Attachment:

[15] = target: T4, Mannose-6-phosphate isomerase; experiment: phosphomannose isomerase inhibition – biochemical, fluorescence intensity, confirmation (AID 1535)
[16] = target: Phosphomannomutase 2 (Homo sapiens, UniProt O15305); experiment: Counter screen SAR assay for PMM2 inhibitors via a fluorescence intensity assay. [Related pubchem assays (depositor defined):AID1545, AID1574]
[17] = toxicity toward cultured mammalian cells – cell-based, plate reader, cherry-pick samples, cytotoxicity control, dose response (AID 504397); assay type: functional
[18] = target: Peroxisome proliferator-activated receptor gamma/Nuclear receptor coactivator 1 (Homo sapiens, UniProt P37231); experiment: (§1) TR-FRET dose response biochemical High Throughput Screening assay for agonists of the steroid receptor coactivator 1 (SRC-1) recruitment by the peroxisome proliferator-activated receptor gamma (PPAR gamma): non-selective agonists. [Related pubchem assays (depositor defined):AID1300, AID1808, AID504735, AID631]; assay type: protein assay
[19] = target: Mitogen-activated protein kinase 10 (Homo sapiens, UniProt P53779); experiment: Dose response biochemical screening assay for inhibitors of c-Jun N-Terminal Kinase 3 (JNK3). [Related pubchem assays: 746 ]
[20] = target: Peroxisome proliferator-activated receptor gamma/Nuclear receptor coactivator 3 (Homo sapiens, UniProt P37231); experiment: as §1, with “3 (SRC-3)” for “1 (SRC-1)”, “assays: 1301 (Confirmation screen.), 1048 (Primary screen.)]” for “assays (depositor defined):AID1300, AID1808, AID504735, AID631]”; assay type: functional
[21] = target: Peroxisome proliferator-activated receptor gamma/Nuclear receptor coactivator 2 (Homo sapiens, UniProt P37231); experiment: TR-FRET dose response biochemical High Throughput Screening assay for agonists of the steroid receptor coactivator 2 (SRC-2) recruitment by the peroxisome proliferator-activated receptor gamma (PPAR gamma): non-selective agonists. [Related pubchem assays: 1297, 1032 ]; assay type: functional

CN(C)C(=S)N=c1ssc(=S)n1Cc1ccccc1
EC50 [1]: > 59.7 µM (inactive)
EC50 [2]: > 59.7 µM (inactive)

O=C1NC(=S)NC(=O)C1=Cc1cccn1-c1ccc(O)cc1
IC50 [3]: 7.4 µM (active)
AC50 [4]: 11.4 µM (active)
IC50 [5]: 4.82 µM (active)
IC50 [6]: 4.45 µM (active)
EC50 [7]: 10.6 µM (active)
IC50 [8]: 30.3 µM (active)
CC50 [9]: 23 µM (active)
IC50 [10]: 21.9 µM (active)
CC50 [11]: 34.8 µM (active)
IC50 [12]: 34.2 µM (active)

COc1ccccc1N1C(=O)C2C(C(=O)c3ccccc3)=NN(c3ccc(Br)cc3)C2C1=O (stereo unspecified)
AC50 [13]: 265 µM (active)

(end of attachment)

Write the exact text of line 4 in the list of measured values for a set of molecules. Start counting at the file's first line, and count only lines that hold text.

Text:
[18] = target: Peroxisome proliferator-activated receptor gamma/Nuclear receptor coactivator 1 (Homo sapiens, UniProt P37231); experiment: (§1) TR-FRET dose response biochemical High Throughput Screening assay for agonists of the steroid receptor coactivator 1 (SRC-1) recruitment by the peroxisome proliferator-activated receptor gamma (PPAR gamma): non-selective agonists. [Related pubchem assays (depositor defined):AID1300, AID1808, AID504735, AID631]; assay type: protein assay